Opinion: Time for Cork GAA to learn from rugby and start respecting officials

'Over the last few years Rebel Óg has been dealing less with red card incidents but sadly more and more with abuse of officials by mentors'
Opinion: Time for Cork GAA to learn from rugby and start respecting officials

Referee Hollie Davidson at Musgrave Park last Friday night. Picture: INPHO/Ryan Byrne

LAST Friday night I was reminded by the daughter person that the Munster v Emirates Lions rugby match was on the TV and she wanted to know could we watch it.

So we turned it on to see that Hollie Davidson was the referee on the night. A top-class official and one that is respected by all and in fairness she did a great job.

There was little for the players to complain about and when she did give a decision against them they did what rugby players do – they backed off and let the captain query the decision.

Once she explained it was accepted and they got on with the game.

There was no shouting or roaring from the players, no comments made toward her, and no abuse coming from the sidelines. Were either side happy with every decision she made – of course not.

But they got on with it and it turned out to be a great game and a great win for Munster.

However one can only wonder if that was a GAA game would she have gotten the same respect from players and those on the sideline?

Over the last number of years, we have seen abuse of officials rise dramatically and last year it came to a head with a number of unsavory incidents up the country.

Brídiní Óga's Kirsty Laverty, referee Brian Kearney with Rachel Byrne of Knockananna at the coin toss recently. Picture: INPHO/Bryan Keane
Brídiní Óga's Kirsty Laverty, referee Brian Kearney with Rachel Byrne of Knockananna at the coin toss recently. Picture: INPHO/Bryan Keane

Referees, linesmen, and umpires are constantly on the receiving end of comments and sadly at times, threats, as they attempt to officiate our beloved games.

In Cork last season there were approximately 7,000 games (including challenge matches) played between U12 and minor (U17) across the county.

That’s a lot of games and you need an awful lot of referees to cover those. Some would have been officiated by ‘Young whistlers’ who are trying out to see if they want to be refs. Normally they are involved with Go-Games (from U11 down) or with U12 matches.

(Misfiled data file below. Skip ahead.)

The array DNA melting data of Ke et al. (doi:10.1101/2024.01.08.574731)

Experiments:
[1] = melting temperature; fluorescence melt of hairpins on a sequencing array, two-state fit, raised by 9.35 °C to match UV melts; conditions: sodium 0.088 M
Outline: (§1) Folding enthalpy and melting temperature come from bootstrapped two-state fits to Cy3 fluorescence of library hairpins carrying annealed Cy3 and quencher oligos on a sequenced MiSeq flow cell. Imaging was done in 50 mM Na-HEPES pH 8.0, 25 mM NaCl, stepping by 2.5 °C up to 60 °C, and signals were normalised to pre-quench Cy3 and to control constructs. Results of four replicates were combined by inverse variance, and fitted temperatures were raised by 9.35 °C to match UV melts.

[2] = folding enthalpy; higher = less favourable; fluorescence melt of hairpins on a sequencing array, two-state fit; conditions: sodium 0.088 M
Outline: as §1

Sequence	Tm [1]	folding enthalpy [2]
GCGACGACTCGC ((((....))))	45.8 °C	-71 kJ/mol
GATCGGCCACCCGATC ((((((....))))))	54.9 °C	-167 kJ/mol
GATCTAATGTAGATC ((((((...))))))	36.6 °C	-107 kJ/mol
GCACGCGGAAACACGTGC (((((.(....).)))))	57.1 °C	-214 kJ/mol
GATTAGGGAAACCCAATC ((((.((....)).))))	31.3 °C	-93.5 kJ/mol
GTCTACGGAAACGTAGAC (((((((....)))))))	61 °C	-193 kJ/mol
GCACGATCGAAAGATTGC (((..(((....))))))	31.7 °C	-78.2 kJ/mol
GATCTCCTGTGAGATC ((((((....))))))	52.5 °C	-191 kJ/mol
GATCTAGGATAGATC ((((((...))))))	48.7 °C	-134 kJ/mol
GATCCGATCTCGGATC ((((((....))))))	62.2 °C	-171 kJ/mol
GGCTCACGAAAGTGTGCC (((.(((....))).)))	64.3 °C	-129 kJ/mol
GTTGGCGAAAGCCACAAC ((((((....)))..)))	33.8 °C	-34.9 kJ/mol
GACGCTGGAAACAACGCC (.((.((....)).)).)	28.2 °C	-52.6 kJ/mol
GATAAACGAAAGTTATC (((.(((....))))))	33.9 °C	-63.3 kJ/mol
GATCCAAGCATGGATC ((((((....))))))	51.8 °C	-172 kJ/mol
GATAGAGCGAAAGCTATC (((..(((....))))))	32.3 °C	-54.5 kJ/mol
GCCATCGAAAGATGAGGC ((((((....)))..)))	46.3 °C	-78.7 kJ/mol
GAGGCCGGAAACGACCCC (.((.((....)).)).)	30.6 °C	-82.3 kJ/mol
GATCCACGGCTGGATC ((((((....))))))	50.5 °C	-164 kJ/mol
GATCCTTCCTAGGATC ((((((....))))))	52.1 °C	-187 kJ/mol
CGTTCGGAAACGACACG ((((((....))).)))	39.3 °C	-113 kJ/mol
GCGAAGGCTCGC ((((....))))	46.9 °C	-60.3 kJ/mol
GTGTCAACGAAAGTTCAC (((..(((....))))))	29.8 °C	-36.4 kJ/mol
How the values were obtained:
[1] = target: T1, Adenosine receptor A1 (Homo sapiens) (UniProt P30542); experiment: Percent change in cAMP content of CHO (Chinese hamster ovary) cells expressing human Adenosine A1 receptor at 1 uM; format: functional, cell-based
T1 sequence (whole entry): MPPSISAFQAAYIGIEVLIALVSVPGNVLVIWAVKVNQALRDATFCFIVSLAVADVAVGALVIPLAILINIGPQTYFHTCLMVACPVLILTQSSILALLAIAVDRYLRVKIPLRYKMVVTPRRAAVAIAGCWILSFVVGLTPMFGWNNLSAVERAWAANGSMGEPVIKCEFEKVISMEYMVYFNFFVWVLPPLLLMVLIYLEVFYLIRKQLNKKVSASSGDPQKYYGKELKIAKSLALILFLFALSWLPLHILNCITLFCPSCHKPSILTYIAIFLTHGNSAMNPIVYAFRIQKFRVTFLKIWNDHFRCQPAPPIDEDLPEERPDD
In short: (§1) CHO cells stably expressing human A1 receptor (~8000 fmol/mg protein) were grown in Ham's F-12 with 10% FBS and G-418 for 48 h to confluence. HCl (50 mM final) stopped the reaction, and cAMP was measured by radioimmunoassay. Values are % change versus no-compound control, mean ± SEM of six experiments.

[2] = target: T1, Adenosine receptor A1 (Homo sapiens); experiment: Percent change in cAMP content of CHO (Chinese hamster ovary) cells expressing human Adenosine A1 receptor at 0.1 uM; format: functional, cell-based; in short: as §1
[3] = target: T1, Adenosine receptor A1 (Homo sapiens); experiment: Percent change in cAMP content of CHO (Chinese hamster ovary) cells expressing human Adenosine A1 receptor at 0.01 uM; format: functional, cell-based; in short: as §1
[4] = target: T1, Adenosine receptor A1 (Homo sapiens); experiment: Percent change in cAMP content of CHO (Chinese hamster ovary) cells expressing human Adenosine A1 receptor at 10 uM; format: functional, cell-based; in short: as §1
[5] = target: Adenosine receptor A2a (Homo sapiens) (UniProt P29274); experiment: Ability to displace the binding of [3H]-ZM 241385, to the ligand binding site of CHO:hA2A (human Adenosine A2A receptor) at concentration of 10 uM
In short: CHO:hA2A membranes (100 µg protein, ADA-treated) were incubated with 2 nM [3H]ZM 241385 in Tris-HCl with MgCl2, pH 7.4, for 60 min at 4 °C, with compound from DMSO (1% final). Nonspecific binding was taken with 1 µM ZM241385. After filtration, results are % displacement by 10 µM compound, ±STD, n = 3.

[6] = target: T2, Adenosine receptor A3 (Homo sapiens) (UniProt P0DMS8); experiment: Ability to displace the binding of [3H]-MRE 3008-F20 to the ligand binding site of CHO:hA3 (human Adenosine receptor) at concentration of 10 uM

Sadly all too many do it a few times but then just stop, saying it’s not worth it for the abuse they are getting from the sidelines.

At these age levels, it’s as likely to be from a parent as a coach, and often the former is the more guilty party. There have been incidents where a parent has come on to the pitch to verbally abuse these refs, who are generally in their early teens.

So why would you want to progress as a ref when you know that you are likely to face years of this abuse for a long as you are the person in the middle?

Over the last few years Rebel Óg has been dealing less and less with red card incidents, but sadly more and more with abuse of officials by mentors.

They take a hard line on it as they try to support refs as best they can. But often their hands are tied for a variety of reasons and a lot of the time the punishment doesn’t fit the crime and those involved get off lighter than they should.

CULTURE CHANGE

If we are to change the culture it has to start at underage level and work its way up and those on the big salaries at Croke Park need to seriously start looking at the rulebook and make changes to give refs far more support.

These changes need to come in first at Go Games and then work their way up through the age grades all the way to adult level.

Rugby players, from day one, are thought to respect referees and the same philosophy has to come into GAA, or the day will come when we won’t have enough for the number of games we play, especially here in Cork.

Mentors and parents all have to learn to respect officials as it’s from their example that the young players will learn.

It’s going to be a slow process and the sooner it starts the better. It will take a bit of time to filter up, but once it does it should see an end to some of the incidents we have all either heard about or seen in recent times.

Of course, there are some outstanding mentors who are trying to do the right thing and teach players to show that respect, but sadly they are fighting an uphill battle at the moment.

Here’s hoping the day will come when they are the ones in the majority and we will have learned from rugby that respecting officials helps to improve our games and as importantly ensure they continue.


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